My intentions were honest, my heart was true ... but the further I went, the more I came to understand the characters, the wider the world grew, the more I realised there's no such thing as a sequel-proof ending.  Giant Thief definitely concludes, and it's a real conclusion, one I hope ties up every loose end raised by the preceding chapters in a satisfactory fashion.  But the closer I got to the finish line, the more I just couldn't help wondering what happened next.  Because, after ninety thousand and some pages of turmoil, there was no way these people were just going to pack up and go home.  Sure, maybe some of them would try - but would those homes by how they left them?  After all the crazy stuff that had happened?  No way.  Life just doesn't work like that.  And really, what kind of book would Giant Thief if everything could go back to normal at the end of it?

    So, by the time - about a year and half later - that Marc from Angry Robot asked about the possibility of sequels, I knew the answer.  I even had a pretty solid idea of where I'd want them to go.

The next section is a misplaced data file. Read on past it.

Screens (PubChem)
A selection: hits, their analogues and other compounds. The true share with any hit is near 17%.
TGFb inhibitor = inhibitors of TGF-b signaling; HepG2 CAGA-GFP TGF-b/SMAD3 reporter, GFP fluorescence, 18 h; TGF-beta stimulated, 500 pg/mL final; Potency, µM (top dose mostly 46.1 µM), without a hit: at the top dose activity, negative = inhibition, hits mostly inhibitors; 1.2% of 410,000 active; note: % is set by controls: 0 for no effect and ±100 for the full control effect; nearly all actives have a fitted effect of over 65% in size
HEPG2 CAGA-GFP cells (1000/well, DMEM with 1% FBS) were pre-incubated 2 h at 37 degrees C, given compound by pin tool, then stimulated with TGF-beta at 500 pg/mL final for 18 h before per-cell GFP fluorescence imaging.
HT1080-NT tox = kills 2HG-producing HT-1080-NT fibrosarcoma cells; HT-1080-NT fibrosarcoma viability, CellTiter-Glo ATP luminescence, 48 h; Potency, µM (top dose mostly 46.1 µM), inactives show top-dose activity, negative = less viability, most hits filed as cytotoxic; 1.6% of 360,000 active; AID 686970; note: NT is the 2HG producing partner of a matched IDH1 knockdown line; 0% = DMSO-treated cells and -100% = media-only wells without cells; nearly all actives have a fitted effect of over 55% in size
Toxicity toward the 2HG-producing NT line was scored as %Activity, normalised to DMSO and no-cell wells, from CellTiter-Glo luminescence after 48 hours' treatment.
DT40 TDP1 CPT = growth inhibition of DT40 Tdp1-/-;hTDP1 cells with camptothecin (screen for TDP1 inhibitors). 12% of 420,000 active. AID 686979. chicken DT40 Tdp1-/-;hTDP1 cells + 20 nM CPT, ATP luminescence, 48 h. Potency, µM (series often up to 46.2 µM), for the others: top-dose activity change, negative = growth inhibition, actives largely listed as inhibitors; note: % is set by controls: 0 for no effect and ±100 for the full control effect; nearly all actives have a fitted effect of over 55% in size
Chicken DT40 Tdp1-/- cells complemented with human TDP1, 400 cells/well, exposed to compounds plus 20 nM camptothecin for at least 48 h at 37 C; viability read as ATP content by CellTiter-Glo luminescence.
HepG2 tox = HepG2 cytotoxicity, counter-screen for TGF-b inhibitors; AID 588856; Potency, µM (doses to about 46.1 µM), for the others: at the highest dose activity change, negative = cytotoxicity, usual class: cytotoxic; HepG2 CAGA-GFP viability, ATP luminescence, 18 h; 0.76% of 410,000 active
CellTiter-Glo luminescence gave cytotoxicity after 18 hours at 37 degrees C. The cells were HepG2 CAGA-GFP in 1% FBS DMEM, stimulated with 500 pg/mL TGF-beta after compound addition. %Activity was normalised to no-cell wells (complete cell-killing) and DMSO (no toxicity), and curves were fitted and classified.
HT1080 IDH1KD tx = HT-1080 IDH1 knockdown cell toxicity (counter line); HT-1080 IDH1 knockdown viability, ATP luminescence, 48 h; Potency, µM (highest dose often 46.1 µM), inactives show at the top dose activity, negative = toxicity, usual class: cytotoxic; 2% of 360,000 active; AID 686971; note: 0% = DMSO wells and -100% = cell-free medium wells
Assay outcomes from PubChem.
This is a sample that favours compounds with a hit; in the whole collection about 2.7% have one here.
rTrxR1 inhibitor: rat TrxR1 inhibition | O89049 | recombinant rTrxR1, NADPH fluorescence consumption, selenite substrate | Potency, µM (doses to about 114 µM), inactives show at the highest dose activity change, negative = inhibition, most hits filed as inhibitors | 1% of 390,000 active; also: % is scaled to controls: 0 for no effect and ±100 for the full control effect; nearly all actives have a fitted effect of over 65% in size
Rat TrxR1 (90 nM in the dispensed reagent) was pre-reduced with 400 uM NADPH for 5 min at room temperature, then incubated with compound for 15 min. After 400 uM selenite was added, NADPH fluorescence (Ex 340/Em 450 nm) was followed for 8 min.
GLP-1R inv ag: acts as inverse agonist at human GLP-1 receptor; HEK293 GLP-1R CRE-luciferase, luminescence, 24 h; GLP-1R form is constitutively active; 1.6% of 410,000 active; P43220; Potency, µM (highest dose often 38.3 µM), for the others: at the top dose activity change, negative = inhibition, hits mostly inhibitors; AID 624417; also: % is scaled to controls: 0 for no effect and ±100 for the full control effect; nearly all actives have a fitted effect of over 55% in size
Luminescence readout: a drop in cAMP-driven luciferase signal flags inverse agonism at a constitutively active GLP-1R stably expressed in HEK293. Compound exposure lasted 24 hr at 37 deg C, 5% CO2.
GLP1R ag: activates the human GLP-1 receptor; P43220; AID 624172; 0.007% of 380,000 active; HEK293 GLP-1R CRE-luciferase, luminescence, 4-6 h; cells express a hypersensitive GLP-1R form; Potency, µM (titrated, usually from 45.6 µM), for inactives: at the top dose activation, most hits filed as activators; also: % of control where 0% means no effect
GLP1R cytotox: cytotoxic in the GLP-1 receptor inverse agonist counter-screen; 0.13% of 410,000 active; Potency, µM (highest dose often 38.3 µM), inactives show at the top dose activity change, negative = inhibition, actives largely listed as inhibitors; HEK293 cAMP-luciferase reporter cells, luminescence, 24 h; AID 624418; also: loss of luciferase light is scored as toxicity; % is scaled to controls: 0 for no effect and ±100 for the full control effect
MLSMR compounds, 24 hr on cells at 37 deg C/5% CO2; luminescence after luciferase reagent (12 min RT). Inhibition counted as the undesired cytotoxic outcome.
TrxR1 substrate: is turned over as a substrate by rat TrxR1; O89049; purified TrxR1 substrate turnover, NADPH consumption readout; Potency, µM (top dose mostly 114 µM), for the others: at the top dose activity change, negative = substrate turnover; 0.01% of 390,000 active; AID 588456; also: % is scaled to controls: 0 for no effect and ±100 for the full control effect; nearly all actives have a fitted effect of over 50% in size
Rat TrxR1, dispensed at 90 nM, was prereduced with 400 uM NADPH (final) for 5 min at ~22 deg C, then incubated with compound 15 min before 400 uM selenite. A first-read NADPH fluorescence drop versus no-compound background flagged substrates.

Now here I am writing my first sequel.  Which is kind of a big, crazy thing to get your head around.  And, who'd have thought, writing a sequel brings a whole new set of problems with it.  Some stuff is much, much easier.  I know the characters, I know the setting, and for the first time I have a sound, detailed plan to work off.  On the other hand, I now have to wrestle with things like continuity, and my imaginary reader has alarmingly split into two people, one of whom's read (and presumably enjoyed) Giant Thief and the other just happened to pick Crown Thief up because he or she dug the cover.  Is it possible to please both of those people?  I certainly want to try, but it isn't always easy.